ALG Urges Senate to Reject $71 Billion House-passed States Bailout, Calls it a “Public Sector Unions Kickback”  

February 16th, 2010, Fairfax, VA—Americans for Limited Government (ALG) President Bill Wilson today urged the U.S. Senate to reject a $154 billion measure that passed the house, which includes some $71.3 billion in grants to state governments, saying, “it is not the responsibility of taxpayers in solvent states to bail out bankrupt states like California and New York.”

“The House so-called ‘jobs’ bill is really a bailout for insolvent states and, specifically, kickbacks to the public sector unions. The Senate should have nothing to do with it,” Wilson said.

The $154 billion House “stimulus” contains $48.3 billion for infrastructure and transportation spending, and some $23 billion for an “education jobs fund” that Wilson called “bailouts for state and local construction and public teachers unions, totaling more than $71 billion for states that refuse to make necessary cuts to spending.”

The $787 billion “stimulus” bill also contained $53.6 billion to bail out state and local governments. Wilson said “despite all of the deficit-spending, unemployment remains close to 10 percent, and underemployment near 17 percent.”

Currently, the Senate is considering a $15 billion bill that does not include the state bailout funds. Wilson urged the Senate to keep the states bailout “off the table.”

Some states are already clamoring for more federal funds, as reported by “States are looking to the federal government for more help balancing their budgets, but the Senate is not heeding their call… Experts and state officials say they need to know now whether they’ll get more funds. Governors are currently crafting their budgets and, for many, it will be their third year of contending with massive deficits due to declining tax revenues.”

According to the CNN report, “States are looking at a total budget gap of $180 billion for fiscal 2011, which for most of them begins July 1.” Compared with prior years, according to, state budget shortfalls totaled $113.2 billion for FY 2009, and then rose to $142.6 billion in FY 2010.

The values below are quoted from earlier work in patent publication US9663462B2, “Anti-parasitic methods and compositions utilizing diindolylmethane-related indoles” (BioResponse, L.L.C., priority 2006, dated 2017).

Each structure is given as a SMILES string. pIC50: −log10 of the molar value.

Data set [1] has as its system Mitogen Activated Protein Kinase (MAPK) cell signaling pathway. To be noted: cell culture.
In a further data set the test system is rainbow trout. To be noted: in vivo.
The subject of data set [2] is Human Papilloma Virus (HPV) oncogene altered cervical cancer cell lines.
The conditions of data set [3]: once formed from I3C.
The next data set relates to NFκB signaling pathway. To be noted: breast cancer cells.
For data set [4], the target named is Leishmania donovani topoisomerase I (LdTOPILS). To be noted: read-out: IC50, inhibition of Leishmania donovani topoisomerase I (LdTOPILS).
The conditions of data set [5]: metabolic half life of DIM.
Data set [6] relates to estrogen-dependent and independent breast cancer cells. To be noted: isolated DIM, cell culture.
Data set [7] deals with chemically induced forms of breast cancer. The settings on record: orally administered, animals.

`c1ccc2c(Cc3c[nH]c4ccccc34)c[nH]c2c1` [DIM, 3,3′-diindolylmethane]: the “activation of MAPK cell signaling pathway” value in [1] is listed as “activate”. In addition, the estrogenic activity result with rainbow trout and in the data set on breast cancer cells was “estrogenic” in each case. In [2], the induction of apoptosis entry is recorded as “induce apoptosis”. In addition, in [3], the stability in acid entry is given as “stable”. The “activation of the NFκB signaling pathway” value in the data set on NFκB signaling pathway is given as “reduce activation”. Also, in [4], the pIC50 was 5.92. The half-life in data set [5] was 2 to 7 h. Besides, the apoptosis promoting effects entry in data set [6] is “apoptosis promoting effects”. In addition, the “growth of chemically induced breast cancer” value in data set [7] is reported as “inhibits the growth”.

“With shortfalls this large, and with no end in sight for the economic downturn, Congress is now running the risk of creating a permanent line on the budget to bail out profligate states,” Wilson said, adding, “Instead, the solution is tough medicine: states like California and New York need to scale back their budgets to be in line with revenue.”

California currently faces a $20 billion shortfall. On the east coast, New York faces a more than $8 billion deficit, and New Jersey too faces a $11 billion deficit more 2011.

Wilson called for “permanent tax relief and bringing state spending to be in accords with revenue, not the old way of simply tax, borrow, and spend, which fuels the insolvency crisis.”

According to the National Association of State Budget Officers (NASBO), state spending grew from $945.3 billion in 2000 to more than $1.5 trillion 2008, almost a 58.7 percent increased during the 2000’s, where revenues were generally rising because of inflated property values and what Wilson termed “a bubble economy.”

Wilson pointed out that states knew a downturn was coming as early as 2007, “but spending still grew by about $100 billion in 2008.”

“Instead,” Wilson urged, “the solution is to stop taking capital away from what would be productive sectors of the economy that could create new jobs, and redirecting it to areas that really do need to be cut. The solution is to let the true job-creators keep their money and invest it.”

An editorial published yesterday by ALG News warned that a states bailout would send the wrong message to markets and creditors: “With the federal national debt rapidly approaching $14 trillion, and the nation’s Triple-A rating already threatened, now is not the time to be sending the message that Washington exists simply to finance unsustainable operations.”

Wilson concluded, “Enough is enough with these public sector union kickbacks. It is not up to American taxpayers to go deeper into debt to put off the painful, necessary decisions that must occur at the state level.”